Trip of lifetime teaches vital lesson

A week ago I had the pleasure of visiting Paris along with ten other students and one wonderful professor. Since the beginning of the semester we have been attending class for two hours on Mondays to learn about the media of France. We were even quizzed on French news. Fortunately, the class was not taught in French, because my knowledge of the language went no further than saying bonjour, merci and oui.

While I have picked up some helpful terms in French from my visit, I may never know how to hold a conversation completely in the language. However, I could handle a conversation in Spanish.

The experiences our group had were unlike anything I’ve experienced. A large portion of our staff was able to make the trip including Aimee Hirsch, our editor in chief, Nick Graziano, our managing editor, Ben Schleider, our opinion editor, and Ryan Deffenbaugh, one of our copy editors.

Professor Eileen Gilligan did a fantastic job of not only preparing us for the trip, but setting up meetings with members of the media in Paris. We were fortunate enough to meet with Harold Hyman, a Paris-based broadcast journalist at BFM TV, one of the most widely watched stations in the country. We also received a tour inside Radio France, more specifically within the France Info department, where we saw studios in use as well as journalists getting their stories ready. We were also able to sit in on a radio show that is quite popular in the country. We met with the social media director for the Angence French Presse, as well as the head of the AFP Foundation. The two spoke with us after we received a tour of both of the agency’s buildings, which were quite impressive.

They provided us with a taste of the global community. AFP focuses heavily on global news, rather than strictly French news, reinforcing the idea that the French look at themselves as a member of the global community rather than focusing only on the country. We were also fortunate enough to meet with Eleanor Beardsley of National Public Radio. She is NPR’s Paris correspondent and covers stories on France from her apartment office and someone we looked forward to meeting with after listening to her stories in class and learning about her.

Meeting with members of Paris’ media was only part of the experience. We did a lot of sightseeing, visiting the Arc de Triomphe, the Louvre, the Pompidou, Notre Dame, the palace at Versailles, Napolean’s Tomb, Roland Garros (the French Open) and of course the Eiffel Tower. We scaled to the top of the tower at midnight and saw the Parisian skyline for all that it’s worth. Words cannot begin to describe the feeling of being over 1,000 feet off the ground, especially when you’re in Paris.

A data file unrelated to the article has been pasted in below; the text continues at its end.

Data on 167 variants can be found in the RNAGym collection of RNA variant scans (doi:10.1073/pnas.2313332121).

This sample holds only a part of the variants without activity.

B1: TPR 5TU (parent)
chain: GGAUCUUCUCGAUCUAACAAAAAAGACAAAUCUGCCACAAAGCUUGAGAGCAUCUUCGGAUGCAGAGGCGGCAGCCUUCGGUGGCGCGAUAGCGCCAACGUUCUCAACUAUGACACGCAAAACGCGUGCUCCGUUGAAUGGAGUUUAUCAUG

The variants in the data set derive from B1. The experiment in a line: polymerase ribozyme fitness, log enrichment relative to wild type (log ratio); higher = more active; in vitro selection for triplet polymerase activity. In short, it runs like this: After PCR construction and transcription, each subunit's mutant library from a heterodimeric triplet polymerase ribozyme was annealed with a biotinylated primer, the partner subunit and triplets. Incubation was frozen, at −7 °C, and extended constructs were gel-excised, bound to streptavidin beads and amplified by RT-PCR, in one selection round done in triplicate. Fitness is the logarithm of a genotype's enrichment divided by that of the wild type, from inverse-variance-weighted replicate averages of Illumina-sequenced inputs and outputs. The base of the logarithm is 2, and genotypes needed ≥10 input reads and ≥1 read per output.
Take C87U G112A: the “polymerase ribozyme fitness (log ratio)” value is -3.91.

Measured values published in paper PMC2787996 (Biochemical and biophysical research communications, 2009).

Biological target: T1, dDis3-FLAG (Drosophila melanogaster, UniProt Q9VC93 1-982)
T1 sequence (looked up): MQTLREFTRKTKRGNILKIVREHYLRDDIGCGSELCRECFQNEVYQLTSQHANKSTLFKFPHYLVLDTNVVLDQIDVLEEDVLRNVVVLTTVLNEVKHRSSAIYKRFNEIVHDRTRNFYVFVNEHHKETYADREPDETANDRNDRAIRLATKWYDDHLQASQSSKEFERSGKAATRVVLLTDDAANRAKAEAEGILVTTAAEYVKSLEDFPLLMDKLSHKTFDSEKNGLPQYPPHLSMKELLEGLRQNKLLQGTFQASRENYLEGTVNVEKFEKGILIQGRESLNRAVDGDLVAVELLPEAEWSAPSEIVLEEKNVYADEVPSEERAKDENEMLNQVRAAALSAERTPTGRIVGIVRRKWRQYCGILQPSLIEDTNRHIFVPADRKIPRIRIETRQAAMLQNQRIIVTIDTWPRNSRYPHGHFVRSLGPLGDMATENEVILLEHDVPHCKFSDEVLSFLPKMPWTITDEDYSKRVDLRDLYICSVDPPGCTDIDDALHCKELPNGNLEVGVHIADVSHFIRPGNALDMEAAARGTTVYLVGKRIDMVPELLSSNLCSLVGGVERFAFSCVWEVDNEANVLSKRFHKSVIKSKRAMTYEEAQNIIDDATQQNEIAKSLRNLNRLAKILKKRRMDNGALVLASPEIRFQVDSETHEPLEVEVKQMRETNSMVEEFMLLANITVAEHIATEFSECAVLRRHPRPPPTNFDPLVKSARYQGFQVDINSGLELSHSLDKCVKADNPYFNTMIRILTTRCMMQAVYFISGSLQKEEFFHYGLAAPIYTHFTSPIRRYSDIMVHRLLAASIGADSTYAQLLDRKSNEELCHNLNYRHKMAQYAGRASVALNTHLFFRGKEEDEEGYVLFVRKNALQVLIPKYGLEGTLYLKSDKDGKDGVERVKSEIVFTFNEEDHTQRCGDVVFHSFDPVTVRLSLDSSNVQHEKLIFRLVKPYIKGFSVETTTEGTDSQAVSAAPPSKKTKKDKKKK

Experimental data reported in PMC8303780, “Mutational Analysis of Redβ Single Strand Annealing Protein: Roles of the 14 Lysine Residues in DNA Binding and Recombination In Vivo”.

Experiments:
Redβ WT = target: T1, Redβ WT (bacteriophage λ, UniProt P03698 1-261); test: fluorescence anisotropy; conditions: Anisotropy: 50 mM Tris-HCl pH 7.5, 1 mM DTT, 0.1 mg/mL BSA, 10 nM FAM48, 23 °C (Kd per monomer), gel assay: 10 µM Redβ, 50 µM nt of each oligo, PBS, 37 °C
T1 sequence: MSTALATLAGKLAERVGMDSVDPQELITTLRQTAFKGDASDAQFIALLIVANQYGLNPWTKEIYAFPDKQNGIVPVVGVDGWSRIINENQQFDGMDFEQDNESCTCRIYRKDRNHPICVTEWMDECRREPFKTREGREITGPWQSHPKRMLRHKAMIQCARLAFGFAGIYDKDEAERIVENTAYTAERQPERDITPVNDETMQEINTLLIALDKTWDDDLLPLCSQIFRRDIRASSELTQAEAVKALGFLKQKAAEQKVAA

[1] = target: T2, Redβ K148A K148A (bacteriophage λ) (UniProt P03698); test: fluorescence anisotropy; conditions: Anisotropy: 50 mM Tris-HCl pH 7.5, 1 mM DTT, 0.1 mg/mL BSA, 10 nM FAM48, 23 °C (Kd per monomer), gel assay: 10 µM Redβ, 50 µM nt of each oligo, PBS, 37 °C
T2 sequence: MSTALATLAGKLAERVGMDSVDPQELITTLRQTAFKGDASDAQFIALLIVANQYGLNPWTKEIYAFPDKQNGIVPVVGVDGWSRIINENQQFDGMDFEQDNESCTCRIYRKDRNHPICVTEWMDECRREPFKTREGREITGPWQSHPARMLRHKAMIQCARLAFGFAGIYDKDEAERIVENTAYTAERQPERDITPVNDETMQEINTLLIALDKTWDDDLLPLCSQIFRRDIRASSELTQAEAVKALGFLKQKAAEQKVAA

We also experienced a bit of Paris’ nightlife, frequenting a brasserie called L’ Entacte Des Gobelins for two nights. The staff there loved us right off the bat and even gave us free plates of French fries to accompany our drinks.

Paris is an amazing place to see and something I recommend everyone doing if they have the opportunity. Take BRC 370 next spring, you can thank me later. This class, without a doubt, showed me the importance of looking at the global community rather than just the American one. It has truly made me consider studying abroad as soon as I can and if I can’t, then I will just have to travel more.

As a major city, Paris differs from New York City. It was put perfectly for us when meeting with AFP: New York City moves at 100 mph, while Paris moves at 30 mph. Something that could be seen, unless you were on the metro where everyone runs from one stop to another and pushes to get on the next train. While paying for food was expensive, it was worth it because you got your money’s worth every time.

Overall, Paris was fantastic. It will always be fantastic. Contrary to popular belief, the people are quite friendly and helpful. Baguettes are better in Paris, hands down. The flight may be long, but it’s ultimately worth being packed in like sardines on an Air France flight.

If I had to pick only one thing to take away from this trip (which is impossible to really do), I’d say that globalizing yourself is important for the future. I saw so much globalization rather than localization that it would be foolish for me to be ignorant to this fact.

Merci beaucoup to Professor Gilligan, my classmates and Office of International Education department for making this trip what it was.

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